But the dish, a cordero al chilindron stew with braised leg of Australian Lamb, roasted garlic, paprika, peppers, and potato, as glorious as it sounds, didn’t meet my expectations. I was so sad. It was really good, but not over the top as I anticipated and really wanted it to be. I wanted it to wow me. Perhaps because it was very similar to our carne con papa, which I cook with my eyes closed and I was looking for something creative; something I don’t make or usually enjoy. It was robust and very flavorful, countered with chunks of potatoes, but that was it. It was lacking creativity and uniqueness. Presentation was on par with what you’d see anywhere in Spain, but so was the rest of the restaurant, which was a reliable redeeming factor. I thoroughly enjoyed the wall art and noticed the dancing sangria list, which I have to go back for. Because you know… a rightful Spanish dinner isn’t the the most authentic without an adequate glass of vino tinto.
Don’t wonder though, my brother and I gleefully enjoyed both offerings to the last drop of the sauce. And I love anything and everything Española, so due visit is in place.
(Cordero at La Tasca. Pic via iPhone)
I finished an intense week of eating at Indique, a fine Indian restaurant in Cleveland Park. Chef Vinod was the most unsuspecting chef/owner I think I’ve met in DC. Joined by my brother, who has a discerning palate and fun approach to dining, for this experience, chef Vinod was excited to introduce us to his genius Australian lamb Kerala Shepard’s pie. Yes, an Indian version of a very classic American dish. Pretty out of the box for a guy who serves up the most authentic Indian dishes on his menu. Then again, I did catch a glimpse of mango flan on his dessert menu!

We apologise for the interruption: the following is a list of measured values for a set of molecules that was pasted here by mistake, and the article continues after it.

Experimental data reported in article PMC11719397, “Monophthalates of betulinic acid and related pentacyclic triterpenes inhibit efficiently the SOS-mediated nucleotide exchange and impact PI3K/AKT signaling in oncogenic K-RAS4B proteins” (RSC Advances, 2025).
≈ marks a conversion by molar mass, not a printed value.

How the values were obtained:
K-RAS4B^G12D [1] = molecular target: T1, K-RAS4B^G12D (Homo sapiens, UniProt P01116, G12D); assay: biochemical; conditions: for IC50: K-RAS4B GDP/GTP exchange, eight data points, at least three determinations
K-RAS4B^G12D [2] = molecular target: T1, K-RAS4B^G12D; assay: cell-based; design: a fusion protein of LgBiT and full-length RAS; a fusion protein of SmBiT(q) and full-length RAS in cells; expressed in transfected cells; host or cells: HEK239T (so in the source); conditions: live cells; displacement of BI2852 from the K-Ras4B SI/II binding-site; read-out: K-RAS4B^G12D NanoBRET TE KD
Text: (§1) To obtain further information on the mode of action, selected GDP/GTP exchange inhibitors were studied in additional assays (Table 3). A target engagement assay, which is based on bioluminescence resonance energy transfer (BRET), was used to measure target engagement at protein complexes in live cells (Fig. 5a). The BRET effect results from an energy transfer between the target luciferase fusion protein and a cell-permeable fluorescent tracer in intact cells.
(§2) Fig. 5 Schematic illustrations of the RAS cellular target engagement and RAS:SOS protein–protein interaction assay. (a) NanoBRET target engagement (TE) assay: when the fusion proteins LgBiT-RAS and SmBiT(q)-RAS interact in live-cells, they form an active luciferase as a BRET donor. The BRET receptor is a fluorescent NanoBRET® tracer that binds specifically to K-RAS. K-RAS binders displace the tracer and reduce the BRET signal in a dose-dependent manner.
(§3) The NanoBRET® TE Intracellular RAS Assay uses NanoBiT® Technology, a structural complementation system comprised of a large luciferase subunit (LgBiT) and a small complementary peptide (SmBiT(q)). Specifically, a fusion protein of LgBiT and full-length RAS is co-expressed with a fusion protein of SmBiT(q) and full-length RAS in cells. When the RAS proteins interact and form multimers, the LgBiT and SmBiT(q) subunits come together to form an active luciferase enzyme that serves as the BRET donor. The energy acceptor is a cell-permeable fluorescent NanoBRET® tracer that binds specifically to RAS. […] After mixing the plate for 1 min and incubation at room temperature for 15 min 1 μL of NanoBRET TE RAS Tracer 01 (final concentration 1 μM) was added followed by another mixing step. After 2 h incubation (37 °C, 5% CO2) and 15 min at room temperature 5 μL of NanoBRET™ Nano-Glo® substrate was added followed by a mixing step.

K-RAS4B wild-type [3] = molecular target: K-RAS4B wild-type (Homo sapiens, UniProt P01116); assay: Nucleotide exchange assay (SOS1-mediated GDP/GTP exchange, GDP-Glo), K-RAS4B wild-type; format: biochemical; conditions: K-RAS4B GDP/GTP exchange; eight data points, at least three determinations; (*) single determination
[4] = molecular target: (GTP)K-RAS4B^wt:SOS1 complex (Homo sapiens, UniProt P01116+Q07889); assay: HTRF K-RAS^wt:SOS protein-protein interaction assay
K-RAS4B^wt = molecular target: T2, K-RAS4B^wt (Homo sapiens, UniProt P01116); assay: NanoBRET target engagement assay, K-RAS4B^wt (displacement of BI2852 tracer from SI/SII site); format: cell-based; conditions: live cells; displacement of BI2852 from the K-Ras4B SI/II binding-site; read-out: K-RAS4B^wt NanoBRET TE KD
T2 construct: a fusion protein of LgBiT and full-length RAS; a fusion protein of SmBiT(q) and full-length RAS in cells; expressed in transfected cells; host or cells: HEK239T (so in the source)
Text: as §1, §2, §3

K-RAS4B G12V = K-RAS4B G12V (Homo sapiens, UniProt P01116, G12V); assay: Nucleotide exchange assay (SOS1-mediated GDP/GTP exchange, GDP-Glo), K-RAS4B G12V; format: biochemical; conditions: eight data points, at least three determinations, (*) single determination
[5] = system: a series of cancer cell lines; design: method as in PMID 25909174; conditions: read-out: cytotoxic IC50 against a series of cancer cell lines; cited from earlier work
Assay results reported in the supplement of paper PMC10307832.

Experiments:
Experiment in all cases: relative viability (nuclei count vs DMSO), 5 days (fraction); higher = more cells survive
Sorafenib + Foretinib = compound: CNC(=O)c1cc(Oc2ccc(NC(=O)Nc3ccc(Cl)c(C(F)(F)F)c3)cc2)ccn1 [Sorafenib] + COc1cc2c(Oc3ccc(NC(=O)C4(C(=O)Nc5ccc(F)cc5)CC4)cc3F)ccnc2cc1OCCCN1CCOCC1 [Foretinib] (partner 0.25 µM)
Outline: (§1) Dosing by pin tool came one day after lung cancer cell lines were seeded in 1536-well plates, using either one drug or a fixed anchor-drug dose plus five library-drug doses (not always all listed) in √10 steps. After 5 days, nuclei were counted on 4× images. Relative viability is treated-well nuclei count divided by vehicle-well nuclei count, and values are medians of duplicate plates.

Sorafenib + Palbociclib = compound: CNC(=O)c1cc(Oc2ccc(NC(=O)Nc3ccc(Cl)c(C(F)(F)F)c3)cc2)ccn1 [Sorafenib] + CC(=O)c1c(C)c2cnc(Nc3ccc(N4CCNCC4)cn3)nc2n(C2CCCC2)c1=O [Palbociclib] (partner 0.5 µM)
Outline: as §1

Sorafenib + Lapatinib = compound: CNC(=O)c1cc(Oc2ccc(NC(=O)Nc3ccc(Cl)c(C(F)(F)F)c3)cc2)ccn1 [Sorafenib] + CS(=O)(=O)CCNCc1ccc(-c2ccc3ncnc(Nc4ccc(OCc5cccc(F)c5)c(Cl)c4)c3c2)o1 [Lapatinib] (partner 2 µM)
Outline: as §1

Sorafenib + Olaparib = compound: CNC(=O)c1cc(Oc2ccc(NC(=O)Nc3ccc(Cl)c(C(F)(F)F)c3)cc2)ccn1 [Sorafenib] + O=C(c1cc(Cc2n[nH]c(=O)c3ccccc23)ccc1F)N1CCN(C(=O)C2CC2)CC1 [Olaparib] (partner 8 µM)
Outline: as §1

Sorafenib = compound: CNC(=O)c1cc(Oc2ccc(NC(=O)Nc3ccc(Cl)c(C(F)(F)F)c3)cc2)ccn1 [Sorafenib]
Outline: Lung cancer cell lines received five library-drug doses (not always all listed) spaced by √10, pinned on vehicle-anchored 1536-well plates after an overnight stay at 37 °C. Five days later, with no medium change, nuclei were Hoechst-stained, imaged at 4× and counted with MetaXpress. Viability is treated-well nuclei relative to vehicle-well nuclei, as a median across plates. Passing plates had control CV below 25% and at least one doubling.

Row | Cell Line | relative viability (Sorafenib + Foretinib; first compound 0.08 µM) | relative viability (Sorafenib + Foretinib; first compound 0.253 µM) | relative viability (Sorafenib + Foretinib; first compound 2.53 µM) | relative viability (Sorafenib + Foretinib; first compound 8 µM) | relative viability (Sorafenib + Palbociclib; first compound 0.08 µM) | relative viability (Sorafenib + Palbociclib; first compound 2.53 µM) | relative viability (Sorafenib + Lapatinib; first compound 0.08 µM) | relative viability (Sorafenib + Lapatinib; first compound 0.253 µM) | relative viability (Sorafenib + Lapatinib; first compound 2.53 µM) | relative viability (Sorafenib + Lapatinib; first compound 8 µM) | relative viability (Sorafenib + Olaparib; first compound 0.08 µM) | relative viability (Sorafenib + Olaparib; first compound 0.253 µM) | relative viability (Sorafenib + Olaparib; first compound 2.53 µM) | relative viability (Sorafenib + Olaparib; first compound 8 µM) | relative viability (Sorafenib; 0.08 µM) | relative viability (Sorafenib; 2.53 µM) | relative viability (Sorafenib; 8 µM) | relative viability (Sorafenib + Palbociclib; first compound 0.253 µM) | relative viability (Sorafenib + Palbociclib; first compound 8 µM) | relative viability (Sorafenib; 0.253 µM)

But his lamb entry was all that and some more. I think I’ve established my poor heat tolerance, making my full appreciation of superbly creative dish to be diminished. But the by the starch white plate my foodie brother left behind, I can attest to its goodness.
The tasting with Chef Vinod was more then examining his entry; it was very much about learning about the different foods yielding from the many regions and culture in India, a country I’m dying to visit. He dined with us the entire night and ensured we understood how he created his dish. The supple and buttery potatoes were seasoned with expected seasons like cardamom and ginger but the fine shallot touch separated them from the standard American version.
Thank goodness for me and my soon diminishing appetite, I had a tamarind sauce to offset the heat. Even the predictable mint sauce offered relief. And then the dish sang to me.
I’d eat this again and again, heat withstanding.
(Other bites I enjoyed as sides: Kale salad with chickpeas, bleu cheese, and quinoa at Willow; Cauliflower purée and Romano Pecorino cheese-stuffed Nann at Indique; Fried eggplant with creamy bleu cheese dip at La Tasca. Pics via iPhone)
As of today, the winner hasn’t been announced, but I’m such a lucky gal, I get to go back to the the winner’s kitchen and spend some time with them and get a more intimate look at how their winning Australian Lamb dish came to life. It’s certain I’ll have to go back to each one again, with more time, to enjoy a proper meal without focusing on one particular item, knowing someone was in and 5 were out. Because truthfully, the three I had were excellent, but if up to me, the cassoulet gets it for refinement and the Kerala pie for uniqueness and bold flavor.
Other finalists I didn’t get to enjoy:
Australian Lamb Rack with preserved lemon, root vegetables and poblano sauce
Delirium beer-braised BBQ lamb sandwich
Australian “LBLT” with Australian Lamb breast, sundried tomato pesto and herbed aioli on rosemary focaccia
Any of these appeal to you? If you’re in DC, did you enjoy eating out? Where to and what was your favorite? If you didn’t, use this as inspiration to enjoy your own cities restaurant week and most definitely DC’s in the Spring!
See some of the other fine foods I ate last week on my Instagram feed!